Recipient screening generally includes:

  • Gynecological exam with vaginal cultures for communicable diseases
  • Blood tests for general screening
  • Psychological evaluation with partner

Recipients over the age of 45 may need additional testing to include:

  • Physical exam by a general medical doctor
  • Pre-pregnancy evaluation by a perinatologist.
  • Cardiac clearance
  • Fasting Lipid Panel
  • Homocystine level

Male partners of recipients generally are also screened:

  • Blood tests for communicable diseases
  • Blood tests for some genetic conditions
  • Semen analysis
  • Psychological evaluation with partner

Partners are generally asked to freeze a semen sample prior to a donor cycle for back-up purposes.

The recipient screening process is individual to your medical needs.

After your screening is complete, you should be ready to begin the donor selection process. You will likely begin reviewing anonymous donor applications. Donor applications contain the following information:

  • General physical characteristics
  • Educational background
  • Likes and dislikes
  • Genetic history
  • Family medical history
  • Reason for donating

Process and Procedure

Once you have selected a donor, you will likely meet with the donor egg nurse to review your treatment calendar. The treatment calendar contains the information for your cycle. All required appointments and office visits, as well as necessary medications to be taken, will likely be listed on your calendar. Some medications used are only available in the injectable form. Injection teaching will likely be made available to you and your partner so that the medications may be safely administered at home. Your cycle needs to be synchronized (timed together) with your donor. This may take up to six weeks. This process is achieved through the use of various medications.

Medication protocols are individualized to each patient's specific needs and decided upon by your physician. Medications are used in order to prepare your uterus to receive embryos. Blood tests and vaginal ultrasounds are used to determine uterine receptivity. When the uterine lining is sufficiently prepared, generally the following will occur:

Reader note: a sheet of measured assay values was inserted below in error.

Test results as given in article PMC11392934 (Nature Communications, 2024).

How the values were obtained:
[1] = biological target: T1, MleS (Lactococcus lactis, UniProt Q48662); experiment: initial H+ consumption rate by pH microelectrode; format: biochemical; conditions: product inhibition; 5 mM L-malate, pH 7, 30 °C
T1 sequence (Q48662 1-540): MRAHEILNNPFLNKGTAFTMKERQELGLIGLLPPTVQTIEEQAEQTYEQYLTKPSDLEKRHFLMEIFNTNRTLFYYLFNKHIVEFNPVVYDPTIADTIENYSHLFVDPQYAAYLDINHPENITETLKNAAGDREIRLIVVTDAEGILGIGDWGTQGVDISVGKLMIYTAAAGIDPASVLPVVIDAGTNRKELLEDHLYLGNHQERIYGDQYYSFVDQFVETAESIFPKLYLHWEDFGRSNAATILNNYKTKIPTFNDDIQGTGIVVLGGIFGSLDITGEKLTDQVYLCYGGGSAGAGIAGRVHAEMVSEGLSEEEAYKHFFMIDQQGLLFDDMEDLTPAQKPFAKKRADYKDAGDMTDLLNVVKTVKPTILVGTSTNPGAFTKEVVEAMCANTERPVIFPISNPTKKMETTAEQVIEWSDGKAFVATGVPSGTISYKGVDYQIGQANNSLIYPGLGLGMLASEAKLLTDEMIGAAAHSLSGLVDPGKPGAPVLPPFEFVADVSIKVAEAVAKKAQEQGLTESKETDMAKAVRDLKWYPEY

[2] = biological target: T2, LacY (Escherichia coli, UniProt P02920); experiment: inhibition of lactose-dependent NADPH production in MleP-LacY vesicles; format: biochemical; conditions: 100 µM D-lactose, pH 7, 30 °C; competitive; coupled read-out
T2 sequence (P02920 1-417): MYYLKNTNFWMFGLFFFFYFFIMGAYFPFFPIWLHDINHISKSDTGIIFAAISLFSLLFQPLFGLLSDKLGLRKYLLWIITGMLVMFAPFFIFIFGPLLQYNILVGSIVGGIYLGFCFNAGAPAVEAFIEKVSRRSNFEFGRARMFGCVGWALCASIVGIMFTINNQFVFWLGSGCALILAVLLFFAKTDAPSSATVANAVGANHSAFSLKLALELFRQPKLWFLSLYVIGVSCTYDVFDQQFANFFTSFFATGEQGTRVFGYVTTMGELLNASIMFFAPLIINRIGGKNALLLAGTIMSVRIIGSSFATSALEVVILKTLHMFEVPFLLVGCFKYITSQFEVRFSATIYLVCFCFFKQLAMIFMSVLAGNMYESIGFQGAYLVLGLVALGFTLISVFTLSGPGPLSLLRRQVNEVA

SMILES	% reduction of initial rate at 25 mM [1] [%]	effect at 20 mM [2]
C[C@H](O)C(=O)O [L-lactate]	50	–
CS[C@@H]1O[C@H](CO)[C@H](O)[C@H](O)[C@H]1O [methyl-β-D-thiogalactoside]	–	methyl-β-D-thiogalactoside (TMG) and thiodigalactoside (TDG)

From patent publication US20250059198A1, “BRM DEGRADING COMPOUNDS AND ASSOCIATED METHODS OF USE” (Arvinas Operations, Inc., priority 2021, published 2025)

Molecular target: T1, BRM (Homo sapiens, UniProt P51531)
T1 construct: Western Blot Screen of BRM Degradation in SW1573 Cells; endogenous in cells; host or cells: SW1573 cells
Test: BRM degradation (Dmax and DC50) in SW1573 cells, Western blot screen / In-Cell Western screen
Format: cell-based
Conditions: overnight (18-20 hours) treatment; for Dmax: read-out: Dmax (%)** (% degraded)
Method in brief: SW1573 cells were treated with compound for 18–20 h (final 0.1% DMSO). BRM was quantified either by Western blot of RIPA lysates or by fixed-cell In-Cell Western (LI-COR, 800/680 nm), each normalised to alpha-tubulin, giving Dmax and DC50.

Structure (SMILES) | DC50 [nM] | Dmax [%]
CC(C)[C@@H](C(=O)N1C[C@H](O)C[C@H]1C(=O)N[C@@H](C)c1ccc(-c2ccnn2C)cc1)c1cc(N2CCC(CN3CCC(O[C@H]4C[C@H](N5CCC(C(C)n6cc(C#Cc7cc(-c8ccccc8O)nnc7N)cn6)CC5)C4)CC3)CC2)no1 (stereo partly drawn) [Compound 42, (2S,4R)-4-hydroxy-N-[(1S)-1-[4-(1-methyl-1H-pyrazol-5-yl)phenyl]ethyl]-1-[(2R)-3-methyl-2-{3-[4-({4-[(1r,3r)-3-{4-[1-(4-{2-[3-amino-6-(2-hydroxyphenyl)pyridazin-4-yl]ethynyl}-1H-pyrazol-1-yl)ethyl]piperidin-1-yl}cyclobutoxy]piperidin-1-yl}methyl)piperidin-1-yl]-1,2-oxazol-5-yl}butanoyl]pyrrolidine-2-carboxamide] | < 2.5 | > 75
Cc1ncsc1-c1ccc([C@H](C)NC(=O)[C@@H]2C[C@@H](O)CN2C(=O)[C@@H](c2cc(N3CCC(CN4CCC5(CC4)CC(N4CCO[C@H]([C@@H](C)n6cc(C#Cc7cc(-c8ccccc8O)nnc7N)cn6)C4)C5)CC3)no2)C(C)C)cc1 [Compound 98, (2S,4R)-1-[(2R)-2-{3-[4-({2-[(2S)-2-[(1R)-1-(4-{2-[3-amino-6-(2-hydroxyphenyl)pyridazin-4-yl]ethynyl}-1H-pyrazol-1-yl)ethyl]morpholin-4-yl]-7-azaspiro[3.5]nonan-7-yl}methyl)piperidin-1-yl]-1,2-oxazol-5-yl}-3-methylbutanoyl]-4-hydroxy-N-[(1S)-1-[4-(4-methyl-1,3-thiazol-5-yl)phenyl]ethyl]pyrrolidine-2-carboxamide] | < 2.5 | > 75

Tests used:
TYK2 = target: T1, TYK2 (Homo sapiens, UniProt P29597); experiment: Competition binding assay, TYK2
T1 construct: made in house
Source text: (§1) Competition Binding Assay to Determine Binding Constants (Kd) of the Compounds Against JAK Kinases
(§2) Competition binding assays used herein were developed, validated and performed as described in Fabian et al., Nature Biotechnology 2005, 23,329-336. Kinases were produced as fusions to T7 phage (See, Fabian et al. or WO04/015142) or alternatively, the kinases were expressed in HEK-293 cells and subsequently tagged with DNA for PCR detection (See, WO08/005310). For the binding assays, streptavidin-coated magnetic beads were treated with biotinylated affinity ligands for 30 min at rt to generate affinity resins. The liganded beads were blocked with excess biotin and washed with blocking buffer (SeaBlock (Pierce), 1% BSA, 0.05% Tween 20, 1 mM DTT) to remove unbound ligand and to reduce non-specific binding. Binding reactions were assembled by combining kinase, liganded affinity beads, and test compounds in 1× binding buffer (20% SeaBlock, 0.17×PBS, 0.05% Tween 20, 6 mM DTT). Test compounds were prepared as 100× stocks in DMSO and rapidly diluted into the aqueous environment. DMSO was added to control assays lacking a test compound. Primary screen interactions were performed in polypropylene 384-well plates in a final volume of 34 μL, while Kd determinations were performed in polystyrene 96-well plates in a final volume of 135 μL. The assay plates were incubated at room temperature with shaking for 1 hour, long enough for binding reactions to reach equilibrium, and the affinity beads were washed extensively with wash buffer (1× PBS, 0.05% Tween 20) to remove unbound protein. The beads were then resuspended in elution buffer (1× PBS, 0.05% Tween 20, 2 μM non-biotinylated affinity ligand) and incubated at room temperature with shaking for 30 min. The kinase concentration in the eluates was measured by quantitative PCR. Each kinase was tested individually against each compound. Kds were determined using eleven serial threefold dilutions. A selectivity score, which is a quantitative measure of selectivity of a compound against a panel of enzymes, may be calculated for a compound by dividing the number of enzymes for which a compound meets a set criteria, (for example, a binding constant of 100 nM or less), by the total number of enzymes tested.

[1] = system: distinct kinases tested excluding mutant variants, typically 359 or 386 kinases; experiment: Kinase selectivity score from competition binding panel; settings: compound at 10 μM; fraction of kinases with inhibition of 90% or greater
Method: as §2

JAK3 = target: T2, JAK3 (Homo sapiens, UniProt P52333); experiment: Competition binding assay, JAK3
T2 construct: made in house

• Your donor will begin stimulation with medication to produce multiple follicles (fluid filled sacs that contain eggs).
  • Egg maturity is estimated based on hormone results and follicle size. This is evaluated by blood tests and transvaginal ultrasounds performed on the donor.
  • When the donor's eggs are thought to be mature, the donor takes the medication HCG, which readies the eggs for ovulation.
  • Eggs are retrieved before ovulation occurs. Egg retrieval is performed about 36 hours after HCG is administered.
  • If possible, your partner will need to provide a fresh semen sample on the day of the donor's retrieval to inseminate the eggs.
  • You will be notified regarding fertilization, the one or more days after the retrieval, by a nurse.
  • Embryos are transferred transvaginally with a thin catheter introduced into the uterus through the cervix utilizing ultrasound guidance.
  • It may be necessary to take certain medications to make the uterine lining more receptive to an embryo, attempting to implant and nourish a growing pregnancy.
  • Approximately 12-14 days after your transfer, you will be scheduled for a blood pregnancy test to determine if you are pregnant. Should your blood tests indicate you are pregnant, you would continue medications, and schedule an ultrasound with your physician.

There are generally three different fee options to choose from for Donor Egg Recipient Cycles.

Sole Recipient Cycle
This is a cycle in which you select a donor and you are the only recipient of the donor's eggs.

Primary Recipient Cycle
This is a cycle in which as a recipient, you pay upfront for the opportunity to share the cost of the donor cycle with another recipient (Secondary Recipient).

Secondary Recipient Cycle
This is a cycle in which you, as a secondary recipient, may select a donor and prepare to receive embryos, but may not receive embryos in the event that there are not enough oocytes (eggs) for two recipients.